Do you know what these are? I didn’t…
Twas midafternoon, when all through the workplace
All energy was gone, without a trace; 

The salads had been eaten at lunchtime with care, 

In hopes that weight loss soon would be there; 

Morning motivation now replaced with dread, 

And visions of sugar danced in everyone’s head.
On our new client paperwork, one questions asks “what’s is your worst time of day for overeating?” It’s no surprise that 3:00pm and 4:00pm are the most common answers (and yes, after dinner is a close runner-up). Mid-afternoon our blood sugar drops after lunch and our morning caffeine has almost run its course. The cravings begin. For some it’s sweet, others salty and people start to hunt for something to satisfy themselves. What’s going to do the trick? Maybe it’s something without calories or sugar or salt.  Maybe what you really need is a nap.
The sleep/weight connection is a strong one and I’ve talked about electronic curfews and sleep hygiene before. The less sleep you get the greater your appetite and the stronger your carb cravings will be. But it’s not just nighttime, a 20-30 minute  nap can improve alertness, mood and performance (too long can leave you groggy). Napping can also lower your risk of heart disease, diabetes and stroke and isn’t reserved for the stroller set or seniors. Our biological clocks or our “circadian rhythms,” are actually programmed for long sleep during the night and short sleep during the day. So what we mistake for hunger in the afternoon hours may actually be a need for sleep. According to the sleep foundation nappers are in good company:  John F. Kennedy, Ronald Reagan, Napoleon, Albert Einstein, Thomas Edison and George W. Bush are known to have valued an afternoon nap. Though I am unsure about Napoleon (short but not sure of weight), none of these men were heavy.
Some studies have shown that just relaxing can help so don’t be discouraged if there’s no bed in sight,  though beds are best. I first learned the value of napping as a new mom; these weren’t planned naps but what is referred to as “emergency napping”.  I now see an afternoon nap as a treat and on the days I have early clients will lie down for 15-20 minutes before I start to write or return emails in the afternoon. I also put my head down on my desk for a few minutes when I’m at work to disconnect and unwind.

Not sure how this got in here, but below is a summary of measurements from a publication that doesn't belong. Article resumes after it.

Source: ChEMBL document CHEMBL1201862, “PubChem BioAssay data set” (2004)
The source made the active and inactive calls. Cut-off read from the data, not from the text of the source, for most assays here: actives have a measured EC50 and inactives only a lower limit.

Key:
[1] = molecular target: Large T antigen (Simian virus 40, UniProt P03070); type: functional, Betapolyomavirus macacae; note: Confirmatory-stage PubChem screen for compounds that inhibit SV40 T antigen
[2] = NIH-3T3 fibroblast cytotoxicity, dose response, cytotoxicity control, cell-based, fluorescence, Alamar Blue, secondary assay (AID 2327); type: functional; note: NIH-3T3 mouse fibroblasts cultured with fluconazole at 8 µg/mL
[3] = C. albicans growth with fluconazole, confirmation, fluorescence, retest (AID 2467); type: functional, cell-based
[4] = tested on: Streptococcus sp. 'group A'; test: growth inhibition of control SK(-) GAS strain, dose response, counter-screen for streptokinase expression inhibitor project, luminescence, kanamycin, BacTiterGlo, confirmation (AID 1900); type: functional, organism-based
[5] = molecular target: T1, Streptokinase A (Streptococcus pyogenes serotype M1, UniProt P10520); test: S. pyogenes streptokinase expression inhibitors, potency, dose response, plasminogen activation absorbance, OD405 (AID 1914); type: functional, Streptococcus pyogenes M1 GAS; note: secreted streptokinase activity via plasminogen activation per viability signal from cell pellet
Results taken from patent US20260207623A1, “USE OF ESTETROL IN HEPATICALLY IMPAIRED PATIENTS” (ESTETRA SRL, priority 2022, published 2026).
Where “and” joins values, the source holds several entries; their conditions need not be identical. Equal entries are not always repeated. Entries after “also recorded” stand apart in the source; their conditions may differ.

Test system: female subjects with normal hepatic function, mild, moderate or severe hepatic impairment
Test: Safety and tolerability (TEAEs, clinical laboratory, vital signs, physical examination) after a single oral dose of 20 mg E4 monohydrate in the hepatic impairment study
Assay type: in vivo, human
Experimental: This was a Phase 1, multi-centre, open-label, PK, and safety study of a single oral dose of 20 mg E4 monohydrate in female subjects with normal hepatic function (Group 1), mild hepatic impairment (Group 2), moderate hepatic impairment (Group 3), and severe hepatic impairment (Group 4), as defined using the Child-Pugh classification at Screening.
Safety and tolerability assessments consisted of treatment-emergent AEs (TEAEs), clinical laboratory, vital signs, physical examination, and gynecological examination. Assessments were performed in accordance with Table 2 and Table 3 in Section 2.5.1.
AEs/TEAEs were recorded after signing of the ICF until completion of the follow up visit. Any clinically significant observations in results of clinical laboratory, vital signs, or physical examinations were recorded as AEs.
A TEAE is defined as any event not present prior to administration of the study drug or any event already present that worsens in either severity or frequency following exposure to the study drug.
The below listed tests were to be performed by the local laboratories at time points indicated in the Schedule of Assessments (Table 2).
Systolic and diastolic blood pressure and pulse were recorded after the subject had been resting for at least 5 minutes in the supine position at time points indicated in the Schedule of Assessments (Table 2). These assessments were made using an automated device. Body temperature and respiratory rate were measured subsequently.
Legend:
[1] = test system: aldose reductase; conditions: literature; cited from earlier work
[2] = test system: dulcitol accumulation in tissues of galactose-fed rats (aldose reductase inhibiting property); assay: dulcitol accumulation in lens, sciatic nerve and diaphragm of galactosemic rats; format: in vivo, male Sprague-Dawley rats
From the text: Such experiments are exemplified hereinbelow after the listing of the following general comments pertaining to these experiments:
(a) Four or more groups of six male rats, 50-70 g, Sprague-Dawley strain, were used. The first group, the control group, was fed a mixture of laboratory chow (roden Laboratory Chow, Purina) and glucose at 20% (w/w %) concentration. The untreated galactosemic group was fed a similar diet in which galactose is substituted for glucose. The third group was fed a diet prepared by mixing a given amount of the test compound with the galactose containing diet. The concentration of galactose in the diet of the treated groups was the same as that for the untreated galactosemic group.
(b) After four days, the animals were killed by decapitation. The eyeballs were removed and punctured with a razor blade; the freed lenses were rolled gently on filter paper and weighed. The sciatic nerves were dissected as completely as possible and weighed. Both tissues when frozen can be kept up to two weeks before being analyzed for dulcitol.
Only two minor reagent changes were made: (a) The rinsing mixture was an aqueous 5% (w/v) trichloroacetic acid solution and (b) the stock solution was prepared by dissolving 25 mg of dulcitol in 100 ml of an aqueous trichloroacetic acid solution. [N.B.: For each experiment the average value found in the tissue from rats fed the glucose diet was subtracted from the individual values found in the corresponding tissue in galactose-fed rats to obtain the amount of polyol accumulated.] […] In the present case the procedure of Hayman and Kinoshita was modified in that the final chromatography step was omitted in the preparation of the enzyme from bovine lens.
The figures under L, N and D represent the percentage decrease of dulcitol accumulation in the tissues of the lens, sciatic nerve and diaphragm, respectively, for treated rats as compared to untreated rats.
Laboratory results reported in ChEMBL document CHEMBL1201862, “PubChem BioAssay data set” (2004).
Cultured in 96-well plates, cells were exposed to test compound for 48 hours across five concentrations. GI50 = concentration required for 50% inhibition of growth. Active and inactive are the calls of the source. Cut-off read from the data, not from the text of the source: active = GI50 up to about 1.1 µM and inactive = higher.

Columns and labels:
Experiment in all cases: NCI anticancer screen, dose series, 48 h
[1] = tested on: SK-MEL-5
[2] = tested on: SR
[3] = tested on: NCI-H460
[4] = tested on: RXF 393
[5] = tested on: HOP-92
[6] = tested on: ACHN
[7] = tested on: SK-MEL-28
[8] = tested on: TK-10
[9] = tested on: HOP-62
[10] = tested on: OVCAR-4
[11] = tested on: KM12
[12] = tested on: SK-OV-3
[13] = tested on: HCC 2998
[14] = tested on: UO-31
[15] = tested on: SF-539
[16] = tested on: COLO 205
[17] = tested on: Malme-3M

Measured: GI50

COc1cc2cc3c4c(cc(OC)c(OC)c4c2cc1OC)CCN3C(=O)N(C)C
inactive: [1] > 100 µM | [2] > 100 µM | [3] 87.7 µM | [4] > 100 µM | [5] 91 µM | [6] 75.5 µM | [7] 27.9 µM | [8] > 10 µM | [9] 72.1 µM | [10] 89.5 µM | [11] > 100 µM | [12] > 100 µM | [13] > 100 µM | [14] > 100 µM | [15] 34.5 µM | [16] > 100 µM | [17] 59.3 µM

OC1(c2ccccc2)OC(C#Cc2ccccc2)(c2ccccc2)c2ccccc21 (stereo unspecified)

These are nap facts from Sara Mednick assistant professor of psychiatry at the University of California, San Diego, and author of Take a Nap! Change Your Life Make it quick

  • Set your cell phone alarm for 30 minutes or less if
you don’t want to wake up groggy. (I read a tip elsewhere to have some tea or coffee pre nap, it kicks in just at the time your nap is over)
  • Go dark. Nap in a dark room or wear an eye mask. Blocking out light helps you fall asleep faster.
  • Stay warm. Stash a blanket nearby to put over you because your body temperature drops while you snooze.
Here is a list of all the things napping can do for you:
Increase your alertness.
Speed up your motor performance.
Improve your accuracy.
Make better decisions.
Improve your perception.
Improve performance at work.
Preserve your youthful looks.
Improve your sex life.
Lose weight.
 Reduce your risk of heart attack and stroke.
 Reduce your risk of diabetes.
Improve your stamina.
Elevate your mood.
Boost your creativity.
Reduce stress.
Help your memory.
Reduce dependence on drugs/alcohol.
Alleviate migraines, ulcers, and other problems with psychological components.
Improve the ease and quality of your nocturnal sleep.
And the cookie? It just makes you look like St Nick and…
He had a broad face and a little round belly
That shook when he laughed like a bowl full of jelly.
Are you a napper? How long do you usually sleep? Did you guess what was in the photo at the top? (Hint in the poem)


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